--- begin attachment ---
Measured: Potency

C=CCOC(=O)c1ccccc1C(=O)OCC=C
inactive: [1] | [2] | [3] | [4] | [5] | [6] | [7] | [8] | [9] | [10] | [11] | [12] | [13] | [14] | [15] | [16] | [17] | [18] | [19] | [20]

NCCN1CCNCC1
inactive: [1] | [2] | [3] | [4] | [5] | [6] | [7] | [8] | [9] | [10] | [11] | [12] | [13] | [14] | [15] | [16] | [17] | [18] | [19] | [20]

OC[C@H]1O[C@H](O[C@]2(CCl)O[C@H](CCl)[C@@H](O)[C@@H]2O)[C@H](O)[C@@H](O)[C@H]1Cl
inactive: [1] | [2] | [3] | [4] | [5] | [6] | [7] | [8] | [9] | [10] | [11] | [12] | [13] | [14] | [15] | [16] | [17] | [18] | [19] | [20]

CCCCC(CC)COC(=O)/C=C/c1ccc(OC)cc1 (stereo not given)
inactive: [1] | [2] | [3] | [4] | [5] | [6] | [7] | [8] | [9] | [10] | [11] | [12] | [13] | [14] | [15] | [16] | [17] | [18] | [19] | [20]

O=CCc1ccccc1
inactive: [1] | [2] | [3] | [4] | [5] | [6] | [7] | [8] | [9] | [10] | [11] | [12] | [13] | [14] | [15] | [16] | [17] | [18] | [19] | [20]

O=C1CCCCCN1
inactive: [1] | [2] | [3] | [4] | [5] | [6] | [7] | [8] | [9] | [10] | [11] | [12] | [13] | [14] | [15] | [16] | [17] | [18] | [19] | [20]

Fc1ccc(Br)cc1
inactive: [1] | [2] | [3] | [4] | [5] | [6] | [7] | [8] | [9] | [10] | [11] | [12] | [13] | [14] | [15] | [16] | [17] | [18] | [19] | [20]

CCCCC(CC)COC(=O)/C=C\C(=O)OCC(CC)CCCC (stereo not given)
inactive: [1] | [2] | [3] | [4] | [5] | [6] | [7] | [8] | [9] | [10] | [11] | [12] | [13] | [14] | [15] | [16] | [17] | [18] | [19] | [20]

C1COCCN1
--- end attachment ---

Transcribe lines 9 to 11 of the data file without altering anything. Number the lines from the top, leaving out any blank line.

inactive: [1] | [2] | [3] | [4] | [5] | [6] | [7] | [8] | [9] | [10] | [11] | [12] | [13] | [14] | [15] | [16] | [17] | [18] | [19] | [20]

O=CCc1ccccc1
inactive: [1] | [2] | [3] | [4] | [5] | [6] | [7] | [8] | [9] | [10] | [11] | [12] | [13] | [14] | [15] | [16] | [17] | [18] | [19] | [20]